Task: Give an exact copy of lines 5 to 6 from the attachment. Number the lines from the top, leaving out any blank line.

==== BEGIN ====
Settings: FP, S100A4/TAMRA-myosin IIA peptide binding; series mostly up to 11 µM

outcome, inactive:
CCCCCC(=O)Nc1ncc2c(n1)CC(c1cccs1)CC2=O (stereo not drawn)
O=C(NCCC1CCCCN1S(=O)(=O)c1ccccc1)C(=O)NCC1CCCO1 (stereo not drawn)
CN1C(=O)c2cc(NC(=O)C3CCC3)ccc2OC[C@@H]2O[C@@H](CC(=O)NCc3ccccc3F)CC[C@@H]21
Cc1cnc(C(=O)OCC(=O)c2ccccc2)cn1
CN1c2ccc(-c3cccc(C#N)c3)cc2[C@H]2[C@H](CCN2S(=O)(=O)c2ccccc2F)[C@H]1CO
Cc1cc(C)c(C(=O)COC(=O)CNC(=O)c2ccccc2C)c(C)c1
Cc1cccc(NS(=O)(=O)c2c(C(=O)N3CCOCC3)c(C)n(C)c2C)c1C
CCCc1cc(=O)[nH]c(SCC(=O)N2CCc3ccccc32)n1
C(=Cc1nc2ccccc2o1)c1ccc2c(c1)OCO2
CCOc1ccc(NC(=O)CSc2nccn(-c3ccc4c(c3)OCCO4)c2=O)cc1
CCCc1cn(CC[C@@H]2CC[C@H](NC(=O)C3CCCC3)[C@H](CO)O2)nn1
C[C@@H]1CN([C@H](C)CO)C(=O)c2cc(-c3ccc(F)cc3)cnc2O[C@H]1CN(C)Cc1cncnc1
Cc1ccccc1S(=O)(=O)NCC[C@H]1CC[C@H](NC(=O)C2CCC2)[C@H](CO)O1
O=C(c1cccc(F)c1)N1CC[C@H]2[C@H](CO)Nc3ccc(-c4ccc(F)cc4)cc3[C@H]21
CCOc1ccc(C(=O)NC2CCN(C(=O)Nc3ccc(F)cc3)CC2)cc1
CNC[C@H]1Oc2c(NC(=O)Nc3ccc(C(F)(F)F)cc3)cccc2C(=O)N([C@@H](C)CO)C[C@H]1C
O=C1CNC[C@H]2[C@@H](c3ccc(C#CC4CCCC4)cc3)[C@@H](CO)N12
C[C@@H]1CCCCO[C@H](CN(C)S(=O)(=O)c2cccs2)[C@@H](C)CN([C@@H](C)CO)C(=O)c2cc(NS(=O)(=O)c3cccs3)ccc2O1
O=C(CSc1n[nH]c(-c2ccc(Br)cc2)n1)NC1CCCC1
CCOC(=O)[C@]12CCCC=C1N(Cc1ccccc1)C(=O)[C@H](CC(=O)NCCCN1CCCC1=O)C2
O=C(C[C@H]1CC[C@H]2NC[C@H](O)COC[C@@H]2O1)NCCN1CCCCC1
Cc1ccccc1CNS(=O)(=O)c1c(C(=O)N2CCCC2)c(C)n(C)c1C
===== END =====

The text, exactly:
CN1C(=O)c2cc(NC(=O)C3CCC3)ccc2OC[C@@H]2O[C@@H](CC(=O)NCc3ccccc3F)CC[C@@H]21
Cc1cnc(C(=O)OCC(=O)c2ccccc2)cn1